Sleep Apnea & Snoring
Sleep apnea is a potentially life-threatening sleep disorder characterized by repeated pauses in breathing during sleep. Breathing pauses can last anywhere from several seconds to minutes, and happen as often as 30 times or more per hour. Ongoing disrupted breathing causes an imbalance between the carbon dioxide and oxygen levels in the bloodstream, as not enough carbon dioxide is exiting and not enough oxygen is entering the body. Sensing this imbalance, the brain sends a message to the body, telling it to wake up to restart breathing the process. People with sleep apnea will partially awake as they struggle to breathe, and this is often accompanied by loud snoring or choking sensations. Because people with sleep apnea don’t always completely awake during the episodes, they are often unaware they have a sleeping disorder and it can remain undiagnosed. There are two main types of this disorder; central sleep apnea which occurs when the brain fails to send important signals to the breathing muscles, and obstructive sleep apnea which occurs when air cannot flow through the nose or mouth even though the body is still trying to breathe. Obstructive sleep apnea is far more prevalent and can be treated by an orthodontist using a removable appliance.
Risks: Untreated sleep apnea can contribute to a variety of medical conditions including high blood pressure, irregular heart beat, heart attacks, long-term sleep deprivation, depression, diabetes, obesity, and dementia.
Symptoms: Common signs of obstructive sleep apnea can include snoring, choking/gasping/snorting while sleeping, severe early morning headaches, sleepiness in the daytime, forgetfulness, depression, irritability, and insomnia.
What should I do if I think I have sleep apnea?
Discuss your symptoms with your physician or Dr. Scott Chong. If Dr. Scott Chong suspects you have sleep apnea, he will refer you to your physician for a sleep study.
After the results of the test are reviewed and a diagnosis is made, different treatment options are discussed.
The standard medical treatment for sleep apnea is to wear a mask connected to a Continuous Positive Airway Pressure (CPAP) machine while sleeping that delivers a constant flow of air. This machine is highly effective, but many patients find it noisy, uncomfortable, and impractical to transport when traveling.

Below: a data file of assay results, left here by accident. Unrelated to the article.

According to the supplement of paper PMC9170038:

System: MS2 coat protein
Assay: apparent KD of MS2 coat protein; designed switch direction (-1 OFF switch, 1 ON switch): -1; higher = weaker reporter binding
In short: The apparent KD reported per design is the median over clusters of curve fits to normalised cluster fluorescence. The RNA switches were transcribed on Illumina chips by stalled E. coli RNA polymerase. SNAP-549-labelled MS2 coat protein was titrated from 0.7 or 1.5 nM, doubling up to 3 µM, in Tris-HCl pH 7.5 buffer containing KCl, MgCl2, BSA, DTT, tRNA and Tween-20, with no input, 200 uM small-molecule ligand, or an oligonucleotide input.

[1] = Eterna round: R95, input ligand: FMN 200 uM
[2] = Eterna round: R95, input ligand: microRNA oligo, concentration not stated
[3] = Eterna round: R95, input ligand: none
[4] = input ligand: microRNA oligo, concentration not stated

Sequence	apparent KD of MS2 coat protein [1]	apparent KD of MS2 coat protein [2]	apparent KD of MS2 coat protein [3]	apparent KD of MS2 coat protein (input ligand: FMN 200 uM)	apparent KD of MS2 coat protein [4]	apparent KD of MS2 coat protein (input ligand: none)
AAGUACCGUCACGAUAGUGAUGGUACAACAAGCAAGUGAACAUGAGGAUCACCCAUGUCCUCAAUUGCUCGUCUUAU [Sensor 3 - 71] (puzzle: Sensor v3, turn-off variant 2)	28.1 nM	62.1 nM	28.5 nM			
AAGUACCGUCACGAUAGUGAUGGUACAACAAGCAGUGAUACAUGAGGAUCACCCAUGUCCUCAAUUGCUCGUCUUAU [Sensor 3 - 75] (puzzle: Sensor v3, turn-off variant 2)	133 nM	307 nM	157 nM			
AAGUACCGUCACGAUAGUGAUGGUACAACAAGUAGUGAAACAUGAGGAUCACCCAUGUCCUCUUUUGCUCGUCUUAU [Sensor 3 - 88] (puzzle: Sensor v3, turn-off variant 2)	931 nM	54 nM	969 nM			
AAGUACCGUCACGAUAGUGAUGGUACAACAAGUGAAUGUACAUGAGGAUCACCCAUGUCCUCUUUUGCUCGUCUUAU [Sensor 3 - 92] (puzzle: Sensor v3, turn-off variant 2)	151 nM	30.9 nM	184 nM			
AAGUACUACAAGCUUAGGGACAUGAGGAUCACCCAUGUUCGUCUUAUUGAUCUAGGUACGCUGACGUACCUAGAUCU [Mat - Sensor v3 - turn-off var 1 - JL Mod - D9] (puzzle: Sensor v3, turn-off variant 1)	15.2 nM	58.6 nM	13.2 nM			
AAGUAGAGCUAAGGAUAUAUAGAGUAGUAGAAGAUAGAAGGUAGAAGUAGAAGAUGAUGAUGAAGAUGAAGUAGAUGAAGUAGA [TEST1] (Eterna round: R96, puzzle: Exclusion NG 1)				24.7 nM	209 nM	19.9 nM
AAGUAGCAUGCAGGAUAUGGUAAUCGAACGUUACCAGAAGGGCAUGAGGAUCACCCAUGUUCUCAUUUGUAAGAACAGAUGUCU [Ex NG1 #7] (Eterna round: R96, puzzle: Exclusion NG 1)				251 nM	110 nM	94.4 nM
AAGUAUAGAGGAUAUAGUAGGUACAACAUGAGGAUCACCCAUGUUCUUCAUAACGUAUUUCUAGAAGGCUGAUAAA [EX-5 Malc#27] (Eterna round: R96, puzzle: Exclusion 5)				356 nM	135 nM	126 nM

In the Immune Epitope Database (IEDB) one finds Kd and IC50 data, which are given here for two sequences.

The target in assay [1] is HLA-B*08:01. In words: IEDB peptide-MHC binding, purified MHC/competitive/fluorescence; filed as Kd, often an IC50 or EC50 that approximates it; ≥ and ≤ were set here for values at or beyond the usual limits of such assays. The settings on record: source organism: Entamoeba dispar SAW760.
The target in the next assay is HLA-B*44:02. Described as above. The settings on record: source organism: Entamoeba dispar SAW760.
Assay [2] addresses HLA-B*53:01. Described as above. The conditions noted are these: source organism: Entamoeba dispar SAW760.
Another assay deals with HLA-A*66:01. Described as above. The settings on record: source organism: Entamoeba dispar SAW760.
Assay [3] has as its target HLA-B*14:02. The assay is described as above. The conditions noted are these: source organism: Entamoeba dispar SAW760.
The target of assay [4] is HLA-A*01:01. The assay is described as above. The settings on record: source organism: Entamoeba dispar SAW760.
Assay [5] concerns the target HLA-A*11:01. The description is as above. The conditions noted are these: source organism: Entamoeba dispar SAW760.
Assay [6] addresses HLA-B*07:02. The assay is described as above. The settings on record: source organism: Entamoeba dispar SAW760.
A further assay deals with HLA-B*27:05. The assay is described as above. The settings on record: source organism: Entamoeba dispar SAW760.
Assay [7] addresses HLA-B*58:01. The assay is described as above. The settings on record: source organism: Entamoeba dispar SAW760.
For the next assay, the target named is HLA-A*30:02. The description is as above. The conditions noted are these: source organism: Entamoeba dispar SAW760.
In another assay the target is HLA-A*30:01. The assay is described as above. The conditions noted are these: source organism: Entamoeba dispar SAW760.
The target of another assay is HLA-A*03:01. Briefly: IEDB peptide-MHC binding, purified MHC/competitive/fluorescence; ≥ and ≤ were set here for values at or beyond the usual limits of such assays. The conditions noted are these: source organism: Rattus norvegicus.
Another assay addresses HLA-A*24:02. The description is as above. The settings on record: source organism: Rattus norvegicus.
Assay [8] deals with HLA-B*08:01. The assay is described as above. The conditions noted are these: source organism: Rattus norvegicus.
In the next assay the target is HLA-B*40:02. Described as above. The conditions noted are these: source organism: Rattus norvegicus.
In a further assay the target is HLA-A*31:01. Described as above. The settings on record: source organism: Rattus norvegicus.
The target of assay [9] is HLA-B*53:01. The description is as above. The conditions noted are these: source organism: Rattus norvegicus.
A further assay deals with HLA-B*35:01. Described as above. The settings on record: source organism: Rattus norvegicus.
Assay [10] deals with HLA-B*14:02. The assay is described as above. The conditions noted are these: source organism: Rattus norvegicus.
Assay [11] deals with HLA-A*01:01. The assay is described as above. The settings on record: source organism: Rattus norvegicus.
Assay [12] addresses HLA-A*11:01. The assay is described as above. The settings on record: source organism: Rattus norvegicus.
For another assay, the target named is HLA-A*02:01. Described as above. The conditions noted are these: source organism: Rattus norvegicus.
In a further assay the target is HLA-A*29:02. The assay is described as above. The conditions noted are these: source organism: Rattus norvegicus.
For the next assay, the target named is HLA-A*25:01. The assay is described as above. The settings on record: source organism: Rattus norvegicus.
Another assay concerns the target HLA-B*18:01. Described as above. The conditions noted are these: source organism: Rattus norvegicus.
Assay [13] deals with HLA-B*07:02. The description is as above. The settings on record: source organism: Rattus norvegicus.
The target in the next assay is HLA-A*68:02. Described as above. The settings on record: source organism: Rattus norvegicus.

2) Oral Appliance
An alternative method for treating sleep apnea and snoring is to use an oral appliance. This appliance is worn in the mouth and is similar in design to a mouth guard or orthodontic retainer. It is made of plastic and is worn within the mouth while sleeping. The goal of this appliance is to gently position the lower jaw forward slightly. This slight repositioning opens up the airway, and allows oxygen to flow freely again. Wearers of sleep apnea dental devices report that they stop loud snoring, feel more rested in the daytime, and are much more comfortable going to sleep.
Dr. Scott Chong has received advanced training at the Central California Sleep Center with an expert in Oral Appliance Therapy for Sleep Apnea and Snoring. He uses the Dynaflex Dorsal appliance for his patients.
Advantages of Using an Oral Appliance
- Oral appliances are small and convenient, making them easy to carry when traveling
- Treatment with oral appliances is reversible and non-invasive
- After becoming acclimated to wearing the appliance, most people find them easy to wear and more comfortable than the CPAP
- Easily adjustable
- More comfortable than CPAP resulting in increased compliance
How successful is OAT (Oral Appliance Therapy)?
For mild Obstructive Sleep Apnea and snoring control, oral appliances have been found to be about 76% effective. For more severe sleep apnea, an oral appliance might not be able to completely resolve the issues, but may still improve the overall quality of life, especially if a CPAP machine cannot be tolerated.
Does insurance cover the cost of Oral Appliance Therapy?
Most medical insurance policies will cover the Oral Appliance when Obstructive Sleep Apnea is diagnosed. In the case of simple snoring, most policies do not currently pay for the Oral Appliance. To help us look up your benefits, please bring your medical insurance information to your examination appointment.
What are the side effects associated with Oral Appliance Therapy?
Patients using Oral Appliance Therapy may experience the following side effects:
- Excessive salivation or dryness.
- Morning soreness in the teeth or jaw muscles.
- Minor/moderate tooth movements.
Most of these side effects improve within a few weeks of regular use and some adjustments of the appliance. Periodic recall maintenance by Dr. Scott Chong is important to track any potential side effects such as tooth movements and to maintain/adjust the appliance. Patients with arthritis and chronic jaw joint dysfunction may have difficulty tolerating an oral appliance
Are there people who aren't good candidates for Oral Appliance Therapy?
It is always best to evaluate if you are a good candidate for OAT during your initial consultation with Dr. Scott Chong. There are several conditions that may be contraindicated for Oral Appliance Therapy:
- Central Sleep Apnea as opposed to Obstructive Sleep Apnea.
- Fibromyalgia and severe arthritis.
- Poor dental health.
- Chronic, untreated TMJ symptoms.
- Very obese individuals.
- Limited jaw movements